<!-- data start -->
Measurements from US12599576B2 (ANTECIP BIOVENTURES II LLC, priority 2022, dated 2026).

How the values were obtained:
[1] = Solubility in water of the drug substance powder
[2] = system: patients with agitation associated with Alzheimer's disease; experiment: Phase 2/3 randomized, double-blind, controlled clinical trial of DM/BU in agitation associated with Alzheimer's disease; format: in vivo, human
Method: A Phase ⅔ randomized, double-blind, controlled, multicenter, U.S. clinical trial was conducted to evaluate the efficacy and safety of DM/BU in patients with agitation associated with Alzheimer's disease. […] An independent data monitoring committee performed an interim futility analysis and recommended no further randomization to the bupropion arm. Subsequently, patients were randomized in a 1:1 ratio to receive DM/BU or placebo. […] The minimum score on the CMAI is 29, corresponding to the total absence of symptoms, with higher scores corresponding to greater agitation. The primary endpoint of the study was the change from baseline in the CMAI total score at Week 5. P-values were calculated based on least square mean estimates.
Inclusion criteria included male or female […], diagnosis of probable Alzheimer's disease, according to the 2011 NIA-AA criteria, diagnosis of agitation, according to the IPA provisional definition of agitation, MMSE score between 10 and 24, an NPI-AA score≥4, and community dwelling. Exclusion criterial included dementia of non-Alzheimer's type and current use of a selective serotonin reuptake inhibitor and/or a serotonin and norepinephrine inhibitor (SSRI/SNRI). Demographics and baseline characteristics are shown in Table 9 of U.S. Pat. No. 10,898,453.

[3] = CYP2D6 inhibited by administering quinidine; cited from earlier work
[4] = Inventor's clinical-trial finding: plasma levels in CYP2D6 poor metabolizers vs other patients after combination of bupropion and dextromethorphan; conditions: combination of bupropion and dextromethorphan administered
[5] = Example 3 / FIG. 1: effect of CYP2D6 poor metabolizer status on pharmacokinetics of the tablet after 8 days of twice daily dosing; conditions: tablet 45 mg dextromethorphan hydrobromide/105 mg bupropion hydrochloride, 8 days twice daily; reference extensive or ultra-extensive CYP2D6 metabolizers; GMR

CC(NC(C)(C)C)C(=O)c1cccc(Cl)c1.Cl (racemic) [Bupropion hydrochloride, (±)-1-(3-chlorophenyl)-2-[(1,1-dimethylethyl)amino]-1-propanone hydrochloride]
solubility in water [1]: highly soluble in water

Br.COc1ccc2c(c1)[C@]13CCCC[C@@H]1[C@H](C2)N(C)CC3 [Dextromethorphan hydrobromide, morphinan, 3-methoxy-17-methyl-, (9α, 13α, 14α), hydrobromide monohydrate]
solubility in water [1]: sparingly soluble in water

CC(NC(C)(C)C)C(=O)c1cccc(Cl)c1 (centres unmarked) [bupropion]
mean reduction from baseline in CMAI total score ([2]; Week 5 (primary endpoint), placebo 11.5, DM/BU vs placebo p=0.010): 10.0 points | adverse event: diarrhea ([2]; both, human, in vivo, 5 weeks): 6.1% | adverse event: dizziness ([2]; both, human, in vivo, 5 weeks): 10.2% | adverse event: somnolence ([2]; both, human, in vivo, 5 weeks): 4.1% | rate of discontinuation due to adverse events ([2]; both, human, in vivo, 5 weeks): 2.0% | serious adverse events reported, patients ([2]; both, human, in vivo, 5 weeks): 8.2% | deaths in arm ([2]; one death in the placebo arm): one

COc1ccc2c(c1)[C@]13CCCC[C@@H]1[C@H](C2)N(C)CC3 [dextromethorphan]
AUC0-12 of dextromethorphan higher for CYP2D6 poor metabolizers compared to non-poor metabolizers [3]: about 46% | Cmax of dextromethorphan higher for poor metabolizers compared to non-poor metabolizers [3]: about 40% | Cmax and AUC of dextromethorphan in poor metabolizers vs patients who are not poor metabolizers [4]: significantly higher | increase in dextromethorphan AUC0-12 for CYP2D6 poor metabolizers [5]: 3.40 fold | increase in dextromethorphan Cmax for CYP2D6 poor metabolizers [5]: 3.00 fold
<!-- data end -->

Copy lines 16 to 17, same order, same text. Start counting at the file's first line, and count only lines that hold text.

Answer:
COc1ccc2c(c1)[C@]13CCCC[C@@H]1[C@H](C2)N(C)CC3 [dextromethorphan]
AUC0-12 of dextromethorphan higher for CYP2D6 poor metabolizers compared to non-poor metabolizers [3]: about 46% | Cmax of dextromethorphan higher for poor metabolizers compared to non-poor metabolizers [3]: about 40% | Cmax and AUC of dextromethorphan in poor metabolizers vs patients who are not poor metabolizers [4]: significantly higher | increase in dextromethorphan AUC0-12 for CYP2D6 poor metabolizers [5]: 3.40 fold | increase in dextromethorphan Cmax for CYP2D6 poor metabolizers [5]: 3.00 fold